Image I just read “Unbroken.”  It is based on the true story of Louie Zamperini, a WW II veteran who was also a POW in Japan. I loved how Louie entered World War II being a young, bombardier over the Pacific Ocean.  I loved how he was a little hoodlum in Torrance, California who became an Olympic runner.  He is one of the few people alive today who can say he shook hands with Adolf Hitler.  The subtitle to the book is “A Story of Survival, Resilience and Redemption.”  It is really a worthwhile read. And, once again– I missed my Dad.  I missed being able to ask him if he had heard of Louie.  I missed asking him if he could now talk to me about his days in Germany during World War II.  One of the only times in my life Dad got frustrated with me was when I said, “You were in World War II, Dad?  How cool!!”  Whhhooooo-Wheeee!!  He got really frustrated with me really quickly.

I think it was after Dad died, and the taps played, that Mom told me about the nightmares he came home with. She told me about the twin brothers he was stationed in Germany with.  One was blown up right in front of the other one. She told me how Dad came home and screamed during some nights until she told him, “Doran! You have to let this out! You have to talk about what happened.” Dad told mom about what happened. He never discussed it with anyone else that I knew of. He met once a year with his World War II veteran friends. I remember him saying he didn’t always enjoy those meetings. I saw my Dad get frustrated and express his anger to me maybe three times in my entire life.  War was one thing I learned at about 16 years of age he did not think was fun at all.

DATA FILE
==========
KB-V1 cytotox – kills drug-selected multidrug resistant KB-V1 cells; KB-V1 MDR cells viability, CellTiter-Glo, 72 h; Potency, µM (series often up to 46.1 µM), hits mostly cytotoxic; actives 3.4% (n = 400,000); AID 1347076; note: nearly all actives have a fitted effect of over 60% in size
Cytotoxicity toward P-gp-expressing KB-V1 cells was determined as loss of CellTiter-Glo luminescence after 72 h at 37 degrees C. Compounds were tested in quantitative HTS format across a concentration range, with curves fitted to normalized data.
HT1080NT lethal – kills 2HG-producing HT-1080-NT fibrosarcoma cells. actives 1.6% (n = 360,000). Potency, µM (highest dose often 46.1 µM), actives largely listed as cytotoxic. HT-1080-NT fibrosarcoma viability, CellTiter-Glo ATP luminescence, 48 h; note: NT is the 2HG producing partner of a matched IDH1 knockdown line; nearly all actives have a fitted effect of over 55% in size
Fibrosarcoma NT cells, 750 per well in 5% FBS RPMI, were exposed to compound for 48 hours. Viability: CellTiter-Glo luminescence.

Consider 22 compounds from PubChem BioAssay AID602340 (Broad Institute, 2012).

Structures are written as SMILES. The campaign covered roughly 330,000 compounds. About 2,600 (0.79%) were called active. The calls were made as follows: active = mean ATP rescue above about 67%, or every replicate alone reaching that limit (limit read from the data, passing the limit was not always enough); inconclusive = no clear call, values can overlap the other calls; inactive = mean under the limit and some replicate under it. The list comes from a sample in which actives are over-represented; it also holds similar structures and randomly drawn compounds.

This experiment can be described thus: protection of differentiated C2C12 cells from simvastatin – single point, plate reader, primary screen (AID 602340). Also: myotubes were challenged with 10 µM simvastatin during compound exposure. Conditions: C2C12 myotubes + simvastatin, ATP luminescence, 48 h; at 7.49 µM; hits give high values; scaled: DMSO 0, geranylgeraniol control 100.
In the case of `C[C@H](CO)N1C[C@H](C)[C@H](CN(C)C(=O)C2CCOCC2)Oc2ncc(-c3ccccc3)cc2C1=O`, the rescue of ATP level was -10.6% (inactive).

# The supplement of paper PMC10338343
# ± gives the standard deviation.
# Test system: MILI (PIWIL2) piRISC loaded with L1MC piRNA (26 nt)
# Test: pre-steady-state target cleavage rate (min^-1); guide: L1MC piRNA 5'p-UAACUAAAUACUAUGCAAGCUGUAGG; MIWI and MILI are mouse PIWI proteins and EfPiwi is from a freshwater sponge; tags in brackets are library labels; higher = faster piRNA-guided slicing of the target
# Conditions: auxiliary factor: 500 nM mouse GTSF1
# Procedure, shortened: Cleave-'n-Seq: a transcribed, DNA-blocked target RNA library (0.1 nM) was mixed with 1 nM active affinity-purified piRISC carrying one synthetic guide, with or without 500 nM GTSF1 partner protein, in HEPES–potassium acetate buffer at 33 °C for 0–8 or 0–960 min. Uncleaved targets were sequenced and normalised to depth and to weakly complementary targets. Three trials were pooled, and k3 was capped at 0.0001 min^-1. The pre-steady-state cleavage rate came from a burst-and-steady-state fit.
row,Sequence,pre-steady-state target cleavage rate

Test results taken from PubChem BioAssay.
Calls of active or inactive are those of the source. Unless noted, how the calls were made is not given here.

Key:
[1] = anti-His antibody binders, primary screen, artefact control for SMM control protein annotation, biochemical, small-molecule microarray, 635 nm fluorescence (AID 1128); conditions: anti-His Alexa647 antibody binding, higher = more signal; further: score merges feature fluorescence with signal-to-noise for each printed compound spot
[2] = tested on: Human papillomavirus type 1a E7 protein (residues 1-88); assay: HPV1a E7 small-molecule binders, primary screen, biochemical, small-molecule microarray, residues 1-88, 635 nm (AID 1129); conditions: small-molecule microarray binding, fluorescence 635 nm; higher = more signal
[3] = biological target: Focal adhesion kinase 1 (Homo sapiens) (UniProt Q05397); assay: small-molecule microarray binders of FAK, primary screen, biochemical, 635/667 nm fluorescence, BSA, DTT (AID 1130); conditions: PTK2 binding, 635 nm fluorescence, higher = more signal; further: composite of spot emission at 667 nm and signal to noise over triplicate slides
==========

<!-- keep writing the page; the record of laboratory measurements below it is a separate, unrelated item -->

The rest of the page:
When Dad died in 1991, I discovered those funny things in his drawer we used to play with were his medals.  I will never forget the 21 gun salute at his funeral.   With each shot, it felt like the bullets were ripping through my body — reminding me my Dad was dead. I would never walk arm in arm with him again. He would never make another recording of his 1932 Fordson tractor again and mail it to me. He would never go on a hike with us again– go down the trail ahead of us and jump out at us with a “Boo!”

I wear my Dad’s wedding ring today.  I’ve worn it for 22 years now. I wear it on my middle finger – right next to my wedding ring. It reminds me of his love. When I’m stressed out, I twirl Dad’s ring on my finger. I thank God my Dad’s love can never be taken away from me. Robert Doran David was my hero. There won’t be a book or movie written about him. Nevertheless,  he was a hero!